If only.

And faced him and everybody down and said, "I had nothing to do with this book. Andrew who? Morton? Who's he?" It was pretty incredible political stuff. And then when she did the Martin Bashir interview on "Panorama," I mean, she had the cameras smuggled up on a Sunday, and did this interview that she knew would just blow them all up.

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But it seems like you're a little bit ambivalent about how much she knew it would blow everything up. Maybe it was my own reading, but she seemed surprised.

She was always a bit surprised. I mean the thing about Diana that is fascinating, here is where the complexity comes in, is she did these things but she often didn't think through the next day. She was tremendously driven at certain points to really make a stand, and for that, one has to admire her. But you question her judgment at times, and it's puzzling and interesting how she never really thought through the consequences of her actions. She was so caught up in the drama of that moment that the important thing was to get her story out, not how it would really impact everybody else. She imagined, for instance with the Morton book, that when everybody in the royal family would read her story, they would feel tremendous remorse for the way they treated her. And actually, of course as we all know, if you read a book like that, you just feel furious. And the same thing happened with Bashir; she basically thought, "I have to tell my story because they are trying to write me out of this picture and I want to make sure they understand." Well they did understand; they understood all too well.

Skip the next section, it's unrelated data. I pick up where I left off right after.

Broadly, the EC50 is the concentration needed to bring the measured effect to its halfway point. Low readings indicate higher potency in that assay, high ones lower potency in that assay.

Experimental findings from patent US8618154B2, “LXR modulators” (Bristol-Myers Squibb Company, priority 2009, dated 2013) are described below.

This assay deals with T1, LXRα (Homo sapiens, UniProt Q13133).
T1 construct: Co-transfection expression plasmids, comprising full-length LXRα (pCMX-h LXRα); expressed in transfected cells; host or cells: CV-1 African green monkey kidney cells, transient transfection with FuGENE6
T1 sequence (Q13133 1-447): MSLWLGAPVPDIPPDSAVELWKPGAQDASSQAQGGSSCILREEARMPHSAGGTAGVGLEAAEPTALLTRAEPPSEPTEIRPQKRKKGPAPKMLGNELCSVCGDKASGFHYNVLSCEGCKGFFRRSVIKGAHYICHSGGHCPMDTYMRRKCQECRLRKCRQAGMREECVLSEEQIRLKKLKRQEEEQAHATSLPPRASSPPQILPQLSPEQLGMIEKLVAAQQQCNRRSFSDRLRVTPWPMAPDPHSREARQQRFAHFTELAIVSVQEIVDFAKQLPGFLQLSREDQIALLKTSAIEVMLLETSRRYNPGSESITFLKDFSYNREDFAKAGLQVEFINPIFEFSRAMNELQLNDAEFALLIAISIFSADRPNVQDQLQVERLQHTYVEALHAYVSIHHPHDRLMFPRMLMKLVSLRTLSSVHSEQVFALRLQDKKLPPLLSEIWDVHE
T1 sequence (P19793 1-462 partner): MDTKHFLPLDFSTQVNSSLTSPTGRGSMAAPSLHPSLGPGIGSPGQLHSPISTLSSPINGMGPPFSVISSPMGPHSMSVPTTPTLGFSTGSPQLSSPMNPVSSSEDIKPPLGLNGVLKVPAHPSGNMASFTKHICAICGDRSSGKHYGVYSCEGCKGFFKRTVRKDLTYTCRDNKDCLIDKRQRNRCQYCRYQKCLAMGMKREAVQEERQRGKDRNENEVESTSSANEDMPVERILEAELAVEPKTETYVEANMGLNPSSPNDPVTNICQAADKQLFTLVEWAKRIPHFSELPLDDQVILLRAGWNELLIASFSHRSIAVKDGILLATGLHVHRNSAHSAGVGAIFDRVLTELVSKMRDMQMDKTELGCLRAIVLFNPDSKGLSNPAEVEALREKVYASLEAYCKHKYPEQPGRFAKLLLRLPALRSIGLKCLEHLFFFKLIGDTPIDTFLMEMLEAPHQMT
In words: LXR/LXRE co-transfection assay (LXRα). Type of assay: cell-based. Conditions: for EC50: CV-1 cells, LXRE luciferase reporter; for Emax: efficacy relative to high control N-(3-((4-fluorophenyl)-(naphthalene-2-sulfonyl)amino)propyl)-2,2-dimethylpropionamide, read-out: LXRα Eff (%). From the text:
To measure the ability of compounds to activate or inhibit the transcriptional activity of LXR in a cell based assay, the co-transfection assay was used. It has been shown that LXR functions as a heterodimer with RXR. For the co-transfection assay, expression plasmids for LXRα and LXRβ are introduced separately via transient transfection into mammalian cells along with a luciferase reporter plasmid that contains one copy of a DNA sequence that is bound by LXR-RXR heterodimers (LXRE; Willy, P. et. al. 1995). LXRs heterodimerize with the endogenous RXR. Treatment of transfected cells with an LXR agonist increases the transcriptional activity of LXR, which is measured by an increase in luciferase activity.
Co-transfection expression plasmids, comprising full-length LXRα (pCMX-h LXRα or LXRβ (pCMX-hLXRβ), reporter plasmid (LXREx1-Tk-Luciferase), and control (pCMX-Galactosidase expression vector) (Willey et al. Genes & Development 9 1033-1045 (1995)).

And that was the end of the marriage.

And that was the end. As far as the queen went, she had to sit and watch her daughter-in-law on television saying basically that the royal family were jealous of her and that the monarchy didn't know how to rule. I mean, I'm sorry, but in other eras she would have been beheaded.